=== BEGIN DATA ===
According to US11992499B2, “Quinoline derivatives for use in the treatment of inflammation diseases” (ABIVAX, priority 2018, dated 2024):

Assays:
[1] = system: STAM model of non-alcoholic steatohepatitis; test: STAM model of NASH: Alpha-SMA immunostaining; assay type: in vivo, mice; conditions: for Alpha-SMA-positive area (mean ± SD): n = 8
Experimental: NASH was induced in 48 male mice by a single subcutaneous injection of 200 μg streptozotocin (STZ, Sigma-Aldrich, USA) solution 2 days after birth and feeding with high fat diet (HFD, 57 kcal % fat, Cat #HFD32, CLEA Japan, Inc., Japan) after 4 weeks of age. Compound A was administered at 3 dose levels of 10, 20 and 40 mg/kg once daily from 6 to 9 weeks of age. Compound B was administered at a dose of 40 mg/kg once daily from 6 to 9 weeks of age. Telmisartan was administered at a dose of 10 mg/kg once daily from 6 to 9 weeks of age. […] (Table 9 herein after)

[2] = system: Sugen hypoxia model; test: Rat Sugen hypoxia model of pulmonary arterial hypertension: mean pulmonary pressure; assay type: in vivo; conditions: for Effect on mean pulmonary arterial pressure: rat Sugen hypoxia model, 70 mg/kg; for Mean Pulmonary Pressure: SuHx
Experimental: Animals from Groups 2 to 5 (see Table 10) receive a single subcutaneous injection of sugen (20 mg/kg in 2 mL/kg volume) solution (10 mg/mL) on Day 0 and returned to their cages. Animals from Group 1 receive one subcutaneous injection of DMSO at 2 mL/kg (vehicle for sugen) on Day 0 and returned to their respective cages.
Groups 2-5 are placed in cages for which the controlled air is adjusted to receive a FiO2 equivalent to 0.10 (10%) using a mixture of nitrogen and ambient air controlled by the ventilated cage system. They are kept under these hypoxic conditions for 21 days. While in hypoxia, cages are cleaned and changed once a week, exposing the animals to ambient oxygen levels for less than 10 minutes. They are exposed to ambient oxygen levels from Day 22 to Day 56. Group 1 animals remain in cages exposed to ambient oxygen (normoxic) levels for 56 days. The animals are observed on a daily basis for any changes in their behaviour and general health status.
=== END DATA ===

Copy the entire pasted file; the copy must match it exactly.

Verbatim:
According to US11992499B2, “Quinoline derivatives for use in the treatment of inflammation diseases” (ABIVAX, priority 2018, dated 2024):

Assays:
[1] = system: STAM model of non-alcoholic steatohepatitis; test: STAM model of NASH: Alpha-SMA immunostaining; assay type: in vivo, mice; conditions: for Alpha-SMA-positive area (mean ± SD): n = 8
Experimental: NASH was induced in 48 male mice by a single subcutaneous injection of 200 μg streptozotocin (STZ, Sigma-Aldrich, USA) solution 2 days after birth and feeding with high fat diet (HFD, 57 kcal % fat, Cat #HFD32, CLEA Japan, Inc., Japan) after 4 weeks of age. Compound A was administered at 3 dose levels of 10, 20 and 40 mg/kg once daily from 6 to 9 weeks of age. Compound B was administered at a dose of 40 mg/kg once daily from 6 to 9 weeks of age. Telmisartan was administered at a dose of 10 mg/kg once daily from 6 to 9 weeks of age. […] (Table 9 herein after)

[2] = system: Sugen hypoxia model; test: Rat Sugen hypoxia model of pulmonary arterial hypertension: mean pulmonary pressure; assay type: in vivo; conditions: for Effect on mean pulmonary arterial pressure: rat Sugen hypoxia model, 70 mg/kg; for Mean Pulmonary Pressure: SuHx
Experimental: Animals from Groups 2 to 5 (see Table 10) receive a single subcutaneous injection of sugen (20 mg/kg in 2 mL/kg volume) solution (10 mg/mL) on Day 0 and returned to their cages. Animals from Group 1 receive one subcutaneous injection of DMSO at 2 mL/kg (vehicle for sugen) on Day 0 and returned to their respective cages.
Groups 2-5 are placed in cages for which the controlled air is adjusted to receive a FiO2 equivalent to 0.10 (10%) using a mixture of nitrogen and ambient air controlled by the ventilated cage system. They are kept under these hypoxic conditions for 21 days. While in hypoxia, cages are cleaned and changed once a week, exposing the animals to ambient oxygen levels for less than 10 minutes. They are exposed to ambient oxygen levels from Day 22 to Day 56. Group 1 animals remain in cages exposed to ambient oxygen (normoxic) levels for 56 days. The animals are observed on a daily basis for any changes in their behaviour and general health status.